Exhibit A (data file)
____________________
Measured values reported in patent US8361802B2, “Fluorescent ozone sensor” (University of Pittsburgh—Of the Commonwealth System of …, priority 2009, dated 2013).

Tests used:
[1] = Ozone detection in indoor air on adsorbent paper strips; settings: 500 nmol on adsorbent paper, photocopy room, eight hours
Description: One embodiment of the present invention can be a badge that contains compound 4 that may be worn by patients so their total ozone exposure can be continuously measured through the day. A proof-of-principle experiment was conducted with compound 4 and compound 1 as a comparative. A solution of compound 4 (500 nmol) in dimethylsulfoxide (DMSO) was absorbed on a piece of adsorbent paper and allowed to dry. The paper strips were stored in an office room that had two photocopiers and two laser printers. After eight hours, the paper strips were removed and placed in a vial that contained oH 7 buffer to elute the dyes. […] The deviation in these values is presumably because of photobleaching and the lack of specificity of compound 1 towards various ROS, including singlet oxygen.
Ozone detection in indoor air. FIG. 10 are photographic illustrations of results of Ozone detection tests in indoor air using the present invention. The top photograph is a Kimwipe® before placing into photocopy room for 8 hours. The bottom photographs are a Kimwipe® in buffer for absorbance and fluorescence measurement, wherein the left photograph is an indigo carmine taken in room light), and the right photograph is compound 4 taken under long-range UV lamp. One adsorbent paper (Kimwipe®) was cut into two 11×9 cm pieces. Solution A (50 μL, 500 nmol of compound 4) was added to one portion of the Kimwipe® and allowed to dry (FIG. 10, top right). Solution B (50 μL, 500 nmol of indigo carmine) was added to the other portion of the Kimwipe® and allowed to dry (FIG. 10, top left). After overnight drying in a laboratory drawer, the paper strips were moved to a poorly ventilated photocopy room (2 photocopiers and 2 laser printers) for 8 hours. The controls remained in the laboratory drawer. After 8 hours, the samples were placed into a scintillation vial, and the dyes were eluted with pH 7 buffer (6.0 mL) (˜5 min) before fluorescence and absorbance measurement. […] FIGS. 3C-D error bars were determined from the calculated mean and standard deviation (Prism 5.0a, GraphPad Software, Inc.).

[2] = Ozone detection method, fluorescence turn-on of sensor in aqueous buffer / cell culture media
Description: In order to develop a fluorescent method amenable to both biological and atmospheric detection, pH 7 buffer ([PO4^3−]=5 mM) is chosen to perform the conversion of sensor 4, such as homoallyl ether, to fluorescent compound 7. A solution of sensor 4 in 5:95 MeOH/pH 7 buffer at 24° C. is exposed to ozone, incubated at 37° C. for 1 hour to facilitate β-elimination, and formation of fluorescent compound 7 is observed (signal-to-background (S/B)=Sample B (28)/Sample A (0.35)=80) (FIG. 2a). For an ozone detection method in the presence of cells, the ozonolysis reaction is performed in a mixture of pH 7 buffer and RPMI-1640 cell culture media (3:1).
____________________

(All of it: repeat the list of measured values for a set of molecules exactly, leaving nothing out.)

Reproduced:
Measured values reported in patent US8361802B2, “Fluorescent ozone sensor” (University of Pittsburgh—Of the Commonwealth System of …, priority 2009, dated 2013).

Tests used:
[1] = Ozone detection in indoor air on adsorbent paper strips; settings: 500 nmol on adsorbent paper, photocopy room, eight hours
Description: One embodiment of the present invention can be a badge that contains compound 4 that may be worn by patients so their total ozone exposure can be continuously measured through the day. A proof-of-principle experiment was conducted with compound 4 and compound 1 as a comparative. A solution of compound 4 (500 nmol) in dimethylsulfoxide (DMSO) was absorbed on a piece of adsorbent paper and allowed to dry. The paper strips were stored in an office room that had two photocopiers and two laser printers. After eight hours, the paper strips were removed and placed in a vial that contained oH 7 buffer to elute the dyes. […] The deviation in these values is presumably because of photobleaching and the lack of specificity of compound 1 towards various ROS, including singlet oxygen.
Ozone detection in indoor air. FIG. 10 are photographic illustrations of results of Ozone detection tests in indoor air using the present invention. The top photograph is a Kimwipe® before placing into photocopy room for 8 hours. The bottom photographs are a Kimwipe® in buffer for absorbance and fluorescence measurement, wherein the left photograph is an indigo carmine taken in room light), and the right photograph is compound 4 taken under long-range UV lamp. One adsorbent paper (Kimwipe®) was cut into two 11×9 cm pieces. Solution A (50 μL, 500 nmol of compound 4) was added to one portion of the Kimwipe® and allowed to dry (FIG. 10, top right). Solution B (50 μL, 500 nmol of indigo carmine) was added to the other portion of the Kimwipe® and allowed to dry (FIG. 10, top left). After overnight drying in a laboratory drawer, the paper strips were moved to a poorly ventilated photocopy room (2 photocopiers and 2 laser printers) for 8 hours. The controls remained in the laboratory drawer. After 8 hours, the samples were placed into a scintillation vial, and the dyes were eluted with pH 7 buffer (6.0 mL) (˜5 min) before fluorescence and absorbance measurement. […] FIGS. 3C-D error bars were determined from the calculated mean and standard deviation (Prism 5.0a, GraphPad Software, Inc.).

[2] = Ozone detection method, fluorescence turn-on of sensor in aqueous buffer / cell culture media
Description: In order to develop a fluorescent method amenable to both biological and atmospheric detection, pH 7 buffer ([PO4^3−]=5 mM) is chosen to perform the conversion of sensor 4, such as homoallyl ether, to fluorescent compound 7. A solution of sensor 4 in 5:95 MeOH/pH 7 buffer at 24° C. is exposed to ozone, incubated at 37° C. for 1 hour to facilitate β-elimination, and formation of fluorescent compound 7 is observed (signal-to-background (S/B)=Sample B (28)/Sample A (0.35)=80) (FIG. 2a). For an ozone detection method in the presence of cells, the ozonolysis reaction is performed in a mixture of pH 7 buffer and RPMI-1640 cell culture media (3:1).